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John Almeida – Hula Music and History – Jan Baza

image retrieved from www.cordinternational.com on 8-15-11

John Almeida - Hula Music and History

From Paradise Garden's Hui'Ohana newsletter - Jan and Dave Baza

HULA ‘AUANA:  NOHO PAIPAI (Rocking Chair Hula)

Written by John Almeida.


Lyrics Mana’o
Verse 1  
I crouched down to keep Pupue iho au i mehana
The thought of my sweetie pressed to my bosom Hone ana o use i ku’u poli
Verse 2  
She seemed to be saying to me Me he ala noe ‘i mai ana
Where is my wreath of red roses? ‘Auhea ku’u lei rose lani?
Verse 3  
You are a stranger, I am a stranger too Malihini ‘oe, malihini au
But when we kiss each other, we are friends Ma ka ihu kaua kama’aina
Verse 4  
If you were here with me Ina ‘o you me a’u
We would rock together on a rocking chair Kau pono i ka noho paipai
Verse 5  
This is the end of my song Ha’ina ‘ia mai ka puana
A dream of my sweetie pressed to my bosom Hone ana o uese i ku’u poli

A little Hawaiian music history

John Kameaaloha Almeida – Musician

(November 28, 1897 – October 9, 1985), was born John Celestino Almeida Jr. in the Pauoa Valley on the island of O’ahu in Hawai‘i, to Portuguese contract laborer John Celestino Almeida Sr. and his wife, Honolulu lei seller, Julia Kamaka Almeida.  His 1930s radio program on Hawaii's KGU earned the visually impaired artist the sobriquet "The Dean of Hawaiian Music", who by the time of his death had composed hundreds of songs that have today become Hawaiian music standards.

 On December 25, 1900, Johnny's sister Annie was born.  John Sr. soon deserted the family and returned to Portugal.  Annie and the children moved to Wai’anae, where they eventually moved in with Paulo Kameaaloha who became hanai father to both children.  Hanai is the Hawaiian tradition of fostering, or unofficial adoption, where one family gives a child to another family to raise.  John carried his hanai Kameaaloha name the rest of his life, becoming John Kameaaloha Almeida.  Paulo and Julia would add sister Martha to the family in 1904.  Conversations in the Kameaaloha home were held exclusively in Hawaiian, giving young Johnny the advantage of being bi-lingual at an early age.

As Johnny’s vision worsened, his musical ability grew with his accomplishments on his beloved ‘ukulele, which he discovered at the age of four.  By then, he was already active in church choir.  Paulo taught Johnny ancient chants and traditional songs.  Totally blind by the age of 10, his mother's doctor diagnosed the "probable" cause as maile sap on her hands at the time of John's birth.   Advances over the past century in knowledge of childhood vision loss indicate a more likely cause to be congenital blindness.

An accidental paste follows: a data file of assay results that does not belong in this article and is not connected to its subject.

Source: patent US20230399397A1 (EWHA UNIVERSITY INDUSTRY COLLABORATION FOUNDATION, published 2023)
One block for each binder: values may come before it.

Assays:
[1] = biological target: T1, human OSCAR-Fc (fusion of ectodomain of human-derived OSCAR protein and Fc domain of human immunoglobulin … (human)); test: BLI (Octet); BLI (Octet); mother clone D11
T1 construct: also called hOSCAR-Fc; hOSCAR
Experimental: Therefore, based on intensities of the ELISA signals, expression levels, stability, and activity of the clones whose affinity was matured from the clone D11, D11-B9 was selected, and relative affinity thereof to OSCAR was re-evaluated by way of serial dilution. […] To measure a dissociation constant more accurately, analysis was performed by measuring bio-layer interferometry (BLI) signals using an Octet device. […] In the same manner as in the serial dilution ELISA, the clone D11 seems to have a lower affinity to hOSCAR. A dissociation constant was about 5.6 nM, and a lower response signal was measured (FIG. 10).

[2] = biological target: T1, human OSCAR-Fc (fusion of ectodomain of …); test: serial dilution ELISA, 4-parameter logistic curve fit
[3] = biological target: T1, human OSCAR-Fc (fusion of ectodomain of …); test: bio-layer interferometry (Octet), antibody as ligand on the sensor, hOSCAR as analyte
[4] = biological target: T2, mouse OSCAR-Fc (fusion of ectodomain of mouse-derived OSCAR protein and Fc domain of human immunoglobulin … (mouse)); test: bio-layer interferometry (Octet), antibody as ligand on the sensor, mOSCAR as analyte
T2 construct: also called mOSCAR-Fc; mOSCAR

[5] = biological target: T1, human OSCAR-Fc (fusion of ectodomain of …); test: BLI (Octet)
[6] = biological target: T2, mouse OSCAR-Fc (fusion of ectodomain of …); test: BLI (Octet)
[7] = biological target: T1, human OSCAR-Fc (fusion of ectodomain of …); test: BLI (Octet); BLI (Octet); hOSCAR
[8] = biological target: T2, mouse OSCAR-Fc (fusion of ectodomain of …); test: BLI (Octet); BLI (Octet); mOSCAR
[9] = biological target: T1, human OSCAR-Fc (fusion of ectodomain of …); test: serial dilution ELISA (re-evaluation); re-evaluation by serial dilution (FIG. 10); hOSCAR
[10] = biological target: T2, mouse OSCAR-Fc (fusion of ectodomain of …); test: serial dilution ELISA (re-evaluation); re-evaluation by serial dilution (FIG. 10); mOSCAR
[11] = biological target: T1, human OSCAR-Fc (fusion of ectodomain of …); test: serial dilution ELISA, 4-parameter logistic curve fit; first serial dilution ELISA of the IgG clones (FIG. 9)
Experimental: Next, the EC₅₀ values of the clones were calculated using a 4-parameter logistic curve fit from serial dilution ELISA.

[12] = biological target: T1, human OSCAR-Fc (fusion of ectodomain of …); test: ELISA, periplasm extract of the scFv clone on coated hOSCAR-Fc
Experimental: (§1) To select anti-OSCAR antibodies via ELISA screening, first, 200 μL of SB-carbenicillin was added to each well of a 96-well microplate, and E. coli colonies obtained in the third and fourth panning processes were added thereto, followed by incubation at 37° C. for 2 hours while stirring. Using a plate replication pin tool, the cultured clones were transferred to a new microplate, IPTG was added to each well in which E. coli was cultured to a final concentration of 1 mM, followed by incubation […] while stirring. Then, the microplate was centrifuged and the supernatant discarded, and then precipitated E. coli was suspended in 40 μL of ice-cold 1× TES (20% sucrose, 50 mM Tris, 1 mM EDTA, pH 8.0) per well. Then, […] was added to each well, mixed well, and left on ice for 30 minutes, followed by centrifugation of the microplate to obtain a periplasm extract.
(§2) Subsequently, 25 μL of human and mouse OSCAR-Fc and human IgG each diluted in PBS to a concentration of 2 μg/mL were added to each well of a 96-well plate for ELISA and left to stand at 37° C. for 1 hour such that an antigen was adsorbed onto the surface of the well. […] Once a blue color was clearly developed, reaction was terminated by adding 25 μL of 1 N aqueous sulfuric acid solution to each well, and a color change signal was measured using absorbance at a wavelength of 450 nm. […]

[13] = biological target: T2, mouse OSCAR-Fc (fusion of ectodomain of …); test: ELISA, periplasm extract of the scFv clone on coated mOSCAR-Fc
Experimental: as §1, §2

The Òwai’anae Star Glee was started by John at age 15, and evolved into "Johnny Almeida's Hawaiians," performed at community functions as word spread of Almeida's talents.  Johnny performed at Queen Lili’uokalani’s funeral in 1917, in the Royal Throne Room of Iolani Palace as Hawaii’s last monarch lay in state, and then again during the services at Kawaiaha’o Church.  He performed for Prince Jonah Kalaniana’ole, Princess Abigail Kawananakoa and Princess Elizabeth as his audience began to grow.

 On September 3, 1919, John Almeida married his first wife Elizabeth.  Hawaiian musician, Wenonah became Almeida's second and fourth wife.  Doris Booker from California was the third wife, and Janet became the fifth.

John now spread his performances to neighboring islands.  By the age of 25, Johnny had mastered more musical instruments, including the steel guitar, violin, banjo, bass, saxophone, and piano.  He was chief musician on Matson Lines ships 1922-1927 sailing between Hawai`i and the West Coast, and was a regular performer on Hawaii Calls radio show.

John and his wife Elizabeth took sister Annie's son, Charleston Puaonaona, into their home as their hanai son, and Pua Almeida became John's first musical protege.  Under John's tutelage, Pua became a legendary Hawaiian performer in his own right.  Aunty Genoa Keawe dates her first professional association with Johnny Almeida to 1946 when he issued an on-air invitation at radio station KULA for anyone who could sing, to come to the studio and go on air.  From that meeting, John began to mentor her and encourage her to sing Hawaiian songs.  Her first recorded song for 49th State Records was John's composition of Maile Swing, which became an immediate hit for her.  Almeida was also instrumental in launching the careers of falsetto virtuosos Joe Keawe, Bill Ali'iloa Lincoln, known as "Hawaii's Falsetto Poet", and Hawaii's steel guitar legends Billy Hew Len and David Keli`i.  On December 13, 1971, these proteges and other performers honored John with a testimonial at the Coral Ballroom of the Hilton Hawaiian Village Hotel.  On October 9, 1985, John died of arteriosclerosis, and is buried at Hawaiian Memorial Park.  In 1998, Almeida became an honoree in the Hawaiian Music Hall of Fame.

The above is an excerpt from Paradise Garden’s Hui’Ohana Newsletter. We have posted this with permission from Jan and Dave Baza, Hula Instructors in Northern California. To sign up for their monthly newsletter, contact Jan at huladancers@c-zone.net.

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